By TOM CHARD

Staff Writer

PORTLAND – The snow started falling early in Portland on Thanksgiving morning 40 years ago. By game time for the 1971 Portland-Deering game, the 60th in the series, the field was a white blanket.

A flood of memories likely will come rushing forward for fans, former players, coaches and anyone else associated with the Thanksgiving Day game between Portland and Deering, which turns 100 on Thursday.

Close games, some not-so-close games, great plays, comebacks, the crowds and the weather, always the weather, are all part of the game’s lore.

“I call it the city’s Homecoming,” said Portland Coach Mike Bailey, who played for Deering in the 1971 game.

“People of all ages show up for the game every year. For a lot of them, it’s the only time they see each other all year.”

For many spectators, past and present, their consecutive-game attendance streak was and is a source of pride. Generations upon generations have watched the game, first at the Forest Avenue Grounds, then at Bayside Park, and from 1931 to the present at Portland Stadium, now Fitzpatrick Stadium.

The Thanksgiving Day game began in 1911 and has been played in all kinds of weather and field conditions. With the installation of artificial turf at Fitzpatrick in the summer of 2001, field conditions haven’t been as much of a factor.

The 1971 game stands out for having been played in arguably the worst conditions in series history. According to records from the National Weather Service, Portland received 4.8 inches of wet snow.

The 1920 game was canceled because of snow and rain in days leading up to Thanksgiving that ruined the field.

“They tried to reschedule it, but that day also turned out lousy,” said Peter Gribbin, a former history teacher at Portland and longtime Fitzpatrick Stadium announcer.

In 1962, the field turned into a quagmire but they played.

“It rained like crazy,” said Paul Pendleton, a senior halfback and later a principal for Deering. “We played in a mud ball.

Forty years ago, had there been artificial turf at Fitzpatrick, the snow could have been swept off and the game played with few hindrances.

But like the internet, cell phones or bottled water, those conveniences remained years away.

“I remember waking up and seeing the snow, and thinking it’s going to be kind of fun playing the game,” said Ed Flaherty, Deering’s senior quarterback in 1971 and the longtime University of Southern Maine baseball coach.

But it was anything but fun.

“It became unmanageable,” said Flaherty. “We couldn’t do a thing in the game. Portland stuffed us inside the 5 at the start and we couldn’t get out.”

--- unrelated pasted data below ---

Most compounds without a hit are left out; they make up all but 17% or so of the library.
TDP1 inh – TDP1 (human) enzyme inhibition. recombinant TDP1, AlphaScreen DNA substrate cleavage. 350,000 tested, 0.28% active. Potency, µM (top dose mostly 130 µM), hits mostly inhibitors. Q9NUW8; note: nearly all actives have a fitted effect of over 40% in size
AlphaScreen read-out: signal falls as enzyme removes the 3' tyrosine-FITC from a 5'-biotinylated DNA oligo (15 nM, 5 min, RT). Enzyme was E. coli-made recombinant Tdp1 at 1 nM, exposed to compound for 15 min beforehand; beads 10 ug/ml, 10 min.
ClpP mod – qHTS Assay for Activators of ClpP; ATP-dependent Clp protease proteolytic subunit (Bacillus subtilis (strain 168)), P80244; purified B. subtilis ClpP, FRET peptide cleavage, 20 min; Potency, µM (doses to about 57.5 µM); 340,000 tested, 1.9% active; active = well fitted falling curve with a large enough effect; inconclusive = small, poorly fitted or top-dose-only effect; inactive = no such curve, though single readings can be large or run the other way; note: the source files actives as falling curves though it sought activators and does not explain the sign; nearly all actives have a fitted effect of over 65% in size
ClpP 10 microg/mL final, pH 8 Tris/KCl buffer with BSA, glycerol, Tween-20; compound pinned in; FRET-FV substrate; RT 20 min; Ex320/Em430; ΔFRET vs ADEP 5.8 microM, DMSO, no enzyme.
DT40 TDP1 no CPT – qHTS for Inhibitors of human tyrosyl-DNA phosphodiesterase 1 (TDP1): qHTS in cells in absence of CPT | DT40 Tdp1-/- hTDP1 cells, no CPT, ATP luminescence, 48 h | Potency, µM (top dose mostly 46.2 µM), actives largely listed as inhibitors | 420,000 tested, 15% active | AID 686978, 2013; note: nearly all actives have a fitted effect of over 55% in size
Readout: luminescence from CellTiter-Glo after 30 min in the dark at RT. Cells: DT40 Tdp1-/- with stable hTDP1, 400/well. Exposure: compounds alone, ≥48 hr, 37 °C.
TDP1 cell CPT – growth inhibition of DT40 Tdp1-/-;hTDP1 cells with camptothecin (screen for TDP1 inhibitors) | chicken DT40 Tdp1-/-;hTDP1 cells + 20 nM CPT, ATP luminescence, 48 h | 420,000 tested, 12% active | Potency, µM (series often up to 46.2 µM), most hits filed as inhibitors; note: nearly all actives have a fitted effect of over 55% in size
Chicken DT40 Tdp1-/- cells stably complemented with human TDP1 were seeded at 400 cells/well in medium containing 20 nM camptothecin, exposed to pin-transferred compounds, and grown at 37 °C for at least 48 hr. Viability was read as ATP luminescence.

There was some question whether the game would be played.

“I remember being in the locker room and asking the coaches if we were going to play,” said Marty O’Brion, the Portland quarterback and co-captain.

Bailey remembers hearing that the phone lines were down but never has been able to substantiate that.

“We couldn’t call Portland to see if the game was still on, so we got on the bus and drove across town,” he said. “I remember the bus ride after the game as treacherous.”

The Rams had beaten Portland 7-6 in the regular season.

“Both teams had 6-3 records,” said O’Brion, who didn’t play in the first game because of injury.

Perhaps on a dry field, the game might have been remembered for great plays instead of the weather.

“I remember how cold my hands were,” said O’Brion. “They kept shoveling the yard markers. It was before they had gloves for quarterbacks and receivers. I remember the offensive linemen wearing regular winter gloves. The funny thing is, the day before and the day after, the weather was great.”

Another thing that stood out about the game? It was played at one end of the field.

“The other half of the field was pristine,” said Flaherty.

Bob Caron, a senior defensive back for Deering and current assistant coach for the Rams, said it wasn’t surprising they couldn’t move the ball, given the conditions that day.

“We were a defensive team,” he said.

Taking advantage of its field position throughout, Portland slugged out a 24-0 victory.

“We thought we should have beaten Deering in the first game,” said Jim Piacentini, a senior co-captain, who played center/defensive end.

“Because of that, I think we wanted to play more than they did. Deering couldn’t get their offense going. The conditions were miserable. I don’t think we wanted to come out for the second half.”

The players remember a good crowd for the start of the game, but by halftime most of them, with the exception of parents and diehards, had gone home. Despite the conditions, there were few fumbles by either team, recalled O’Brion.

“I’m sure the game was fun for Portland because they won. I was just glad it was over,” said Flaherty.

 

Staff Writer Tom Chard can be contacted at 791-6419 or at:

[email protected]

Twitter: TomChardPPH